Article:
‘Help Me to Do it Myself!’
By K.T. Korngold
“We chose Montessori because we wanted our toddler to experience independence and develop confidence. For our daughter that has meant, “I can do it” and “I want to do it!” — B. Patel, Montessori parent
How do Montessori programs foster independence in toddlers? From a very young age, children are supported in learning to do things for themselves, rather than having things done for them. Montessori teachers give toddlers “just enough help.” In this way, the environment helps toddlers develop confidence by actually learning how to do things for themselves.
Being independent lays the foundation for a strong sense of self and for having healthy relationships later in life. Toddlers learn to take off and put on their coat and their shoes. They learn how to wipe the mucus from their nose. They learn how to wash their hands and how to use the toilet. Toddlers learn how to pour a drink into a cup, how to carry a tray, how to safely carry a chair. Toddlers also learn how to clean up a spill, because spills can happen. In this way, toddlers are free to move around the environment: to get a drink of water whenever they are thirsty; to move the chair if they want to sit in another spot; to safely carry their activities from the shelf to the table or floor. Toddlers feel a sense of connection to the larger community because they contribute to the whole: by setting up lunch, watering the plants, putting their work away when they have completed it if they are able, and giving assistance to a friend.
The teacher’s role
A Montessori toddler program is based on Dr. Montessori’s ideas and writing, which reflect the importance of meeting the development needs of toddlers and the importance of creating a prepared learning environment to meet those specific needs. The head teacher in a Montessori toddler program has had training in children ages birth to 3 and holds a Montessori teaching credential for that age group. This training informs not only the specific design of the environment, it also guides the adult in the practices and techniques for working with very young children, as well as the art of observation and the process of ongoing self-reflection.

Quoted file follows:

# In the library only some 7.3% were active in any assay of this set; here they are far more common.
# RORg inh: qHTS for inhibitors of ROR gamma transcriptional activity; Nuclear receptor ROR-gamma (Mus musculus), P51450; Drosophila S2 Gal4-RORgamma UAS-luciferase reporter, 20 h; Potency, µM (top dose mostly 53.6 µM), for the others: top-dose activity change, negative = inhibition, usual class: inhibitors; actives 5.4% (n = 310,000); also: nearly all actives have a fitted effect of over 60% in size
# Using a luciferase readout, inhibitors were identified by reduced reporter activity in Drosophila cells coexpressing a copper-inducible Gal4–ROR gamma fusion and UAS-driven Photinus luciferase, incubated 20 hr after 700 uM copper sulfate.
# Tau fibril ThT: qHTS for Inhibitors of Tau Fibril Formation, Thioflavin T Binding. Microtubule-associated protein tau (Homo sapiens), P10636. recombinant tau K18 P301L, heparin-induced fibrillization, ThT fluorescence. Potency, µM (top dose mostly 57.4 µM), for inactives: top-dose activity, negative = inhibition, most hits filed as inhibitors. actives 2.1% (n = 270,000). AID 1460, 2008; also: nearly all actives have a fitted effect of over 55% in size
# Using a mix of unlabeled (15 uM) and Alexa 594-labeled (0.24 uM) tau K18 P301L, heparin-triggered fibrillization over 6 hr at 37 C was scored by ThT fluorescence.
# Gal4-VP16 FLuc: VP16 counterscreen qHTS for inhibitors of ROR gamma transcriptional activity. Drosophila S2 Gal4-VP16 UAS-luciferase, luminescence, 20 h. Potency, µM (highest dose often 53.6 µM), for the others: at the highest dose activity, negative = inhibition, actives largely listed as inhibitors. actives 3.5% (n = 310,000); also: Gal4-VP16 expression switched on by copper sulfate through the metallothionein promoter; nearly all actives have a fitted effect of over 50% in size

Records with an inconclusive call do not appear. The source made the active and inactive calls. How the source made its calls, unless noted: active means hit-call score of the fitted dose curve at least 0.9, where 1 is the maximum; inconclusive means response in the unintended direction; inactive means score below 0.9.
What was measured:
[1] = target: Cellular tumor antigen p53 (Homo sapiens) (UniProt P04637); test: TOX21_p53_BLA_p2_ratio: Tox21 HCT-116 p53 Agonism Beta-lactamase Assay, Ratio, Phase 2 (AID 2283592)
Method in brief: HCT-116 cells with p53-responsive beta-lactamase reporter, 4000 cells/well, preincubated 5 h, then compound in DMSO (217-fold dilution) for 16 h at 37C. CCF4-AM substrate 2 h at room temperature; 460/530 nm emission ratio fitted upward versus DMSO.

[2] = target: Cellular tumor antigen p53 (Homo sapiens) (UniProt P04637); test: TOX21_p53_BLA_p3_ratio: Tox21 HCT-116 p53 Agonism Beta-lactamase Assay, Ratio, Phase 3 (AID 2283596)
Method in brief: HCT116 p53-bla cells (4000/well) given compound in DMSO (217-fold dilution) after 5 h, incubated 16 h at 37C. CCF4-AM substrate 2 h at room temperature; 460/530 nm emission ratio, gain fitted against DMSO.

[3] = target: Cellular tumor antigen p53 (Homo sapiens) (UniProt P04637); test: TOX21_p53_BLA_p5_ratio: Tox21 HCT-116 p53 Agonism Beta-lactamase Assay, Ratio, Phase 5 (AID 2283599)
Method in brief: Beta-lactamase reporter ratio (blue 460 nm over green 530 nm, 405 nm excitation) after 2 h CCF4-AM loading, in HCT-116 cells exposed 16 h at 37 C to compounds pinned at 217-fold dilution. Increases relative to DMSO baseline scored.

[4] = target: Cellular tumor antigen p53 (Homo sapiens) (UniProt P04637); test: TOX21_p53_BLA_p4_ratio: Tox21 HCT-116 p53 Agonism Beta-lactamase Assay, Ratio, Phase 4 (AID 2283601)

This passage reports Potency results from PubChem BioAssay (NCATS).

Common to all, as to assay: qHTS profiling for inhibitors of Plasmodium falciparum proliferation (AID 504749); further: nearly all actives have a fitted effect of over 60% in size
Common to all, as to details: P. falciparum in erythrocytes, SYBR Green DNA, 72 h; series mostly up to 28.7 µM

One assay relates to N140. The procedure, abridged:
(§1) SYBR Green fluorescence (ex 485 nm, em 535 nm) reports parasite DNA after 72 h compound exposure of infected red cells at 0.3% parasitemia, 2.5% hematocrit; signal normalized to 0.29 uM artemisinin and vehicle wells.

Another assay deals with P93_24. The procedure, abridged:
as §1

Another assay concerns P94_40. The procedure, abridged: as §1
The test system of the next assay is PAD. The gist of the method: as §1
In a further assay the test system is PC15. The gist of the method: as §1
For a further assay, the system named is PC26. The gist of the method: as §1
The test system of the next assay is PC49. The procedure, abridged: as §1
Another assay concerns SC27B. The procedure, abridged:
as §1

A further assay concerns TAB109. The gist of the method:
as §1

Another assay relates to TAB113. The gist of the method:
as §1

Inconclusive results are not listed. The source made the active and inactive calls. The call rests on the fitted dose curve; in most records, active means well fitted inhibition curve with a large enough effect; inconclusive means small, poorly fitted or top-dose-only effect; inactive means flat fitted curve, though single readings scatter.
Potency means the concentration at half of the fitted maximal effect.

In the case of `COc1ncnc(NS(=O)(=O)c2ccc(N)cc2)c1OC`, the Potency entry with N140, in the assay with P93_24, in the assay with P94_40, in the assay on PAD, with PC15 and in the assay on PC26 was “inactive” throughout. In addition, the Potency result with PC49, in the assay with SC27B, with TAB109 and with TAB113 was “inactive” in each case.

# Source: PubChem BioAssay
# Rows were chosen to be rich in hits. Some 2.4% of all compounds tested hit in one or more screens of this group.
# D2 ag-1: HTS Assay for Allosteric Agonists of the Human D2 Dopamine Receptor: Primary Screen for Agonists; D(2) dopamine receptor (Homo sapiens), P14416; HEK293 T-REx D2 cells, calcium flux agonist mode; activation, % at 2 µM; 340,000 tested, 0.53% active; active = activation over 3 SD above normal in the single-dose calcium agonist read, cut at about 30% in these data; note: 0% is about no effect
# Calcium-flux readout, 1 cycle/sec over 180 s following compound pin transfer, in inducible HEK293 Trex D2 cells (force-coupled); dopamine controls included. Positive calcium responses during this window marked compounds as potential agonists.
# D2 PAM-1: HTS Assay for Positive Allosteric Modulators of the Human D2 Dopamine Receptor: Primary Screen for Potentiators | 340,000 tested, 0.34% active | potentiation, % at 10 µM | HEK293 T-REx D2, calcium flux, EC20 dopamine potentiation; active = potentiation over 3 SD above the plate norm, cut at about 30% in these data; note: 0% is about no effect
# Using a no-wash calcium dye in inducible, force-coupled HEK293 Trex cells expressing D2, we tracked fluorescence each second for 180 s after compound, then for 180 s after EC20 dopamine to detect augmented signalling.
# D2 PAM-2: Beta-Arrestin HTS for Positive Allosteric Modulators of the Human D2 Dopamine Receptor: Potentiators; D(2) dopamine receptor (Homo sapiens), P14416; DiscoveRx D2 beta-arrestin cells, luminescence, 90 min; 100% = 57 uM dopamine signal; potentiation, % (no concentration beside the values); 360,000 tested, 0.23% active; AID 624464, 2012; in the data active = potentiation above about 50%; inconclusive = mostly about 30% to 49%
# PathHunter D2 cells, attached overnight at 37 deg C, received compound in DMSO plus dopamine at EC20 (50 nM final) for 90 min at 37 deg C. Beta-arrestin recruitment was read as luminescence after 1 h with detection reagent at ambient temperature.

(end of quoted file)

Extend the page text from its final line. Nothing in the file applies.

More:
The adult is seen as a guide, rather than teacher. She designs and creates a safe environment that supports and encourages exploration. She chooses beautiful, natural, and engaging materials that invite curious and joyful learning. She models a calm demeanor with interactions that foster cooperative social interaction. The adults in the environment model the acceptance of mistakes as a natural part of learning and growth without judgment, criticism, or negative facial expressions.
Coordination, choice, and the real world
The toddlers move about freely in their Montessori environment in order to develop physical coordination and support freedom of choice. They may lift heavy objects and carry them from one place to another. They are free to exercise their muscles as needed, not only at a specific time for “gym” or “movement”, because within the classroom there are places to jump, spin, and experiment with balance, such as bars to pull up on, a small step to climb or a rocking boat. In this way, toddlers are able to strengthen their core muscles, practice balance, and develop muscle coordination.
The Montessori classroom is dedicated to discovery of the real world rather than opportunities for pretend play. The Montessori toddler learns to safely use the tools of the hand, for instance – a fork, spoon, scissors, writing utensils, screwdriver, hammer, and paintbrush. Rather than play in a make-believe kitchen, the toddlers cut their banana for snack or peel and slice an egg at lunch. Instead of playing in the dress up corner, the toddlers engage in learning how to dress themselves, by practicing with a button or zipper, and by putting on and taking off clothing.
Giving the gift of time
Traditionally, adults often show their love by doing things for the child, such as picking them up and carrying them from one place to another, putting on their coat, wiping their nose. Adults are efficient and want to get things done as quickly as possible. For toddlers the goal is not to get it done quickly, but rather to learn how to do it by themselves. It is the greatest gift we can give a child, to slow down and patiently give them the time they need. Whether that means walking slowly, waiting without speaking to allow a child time to let the words come, or dealing with a little bit of mess because the child poured their own milk, Montessori teachers show their care for the child by helping the child to gain independence: modeling and showing how to do things, patiently breaking tasks down into smaller steps, and giving child-size tools to enable the child to succeed, to help the child to do it themselves.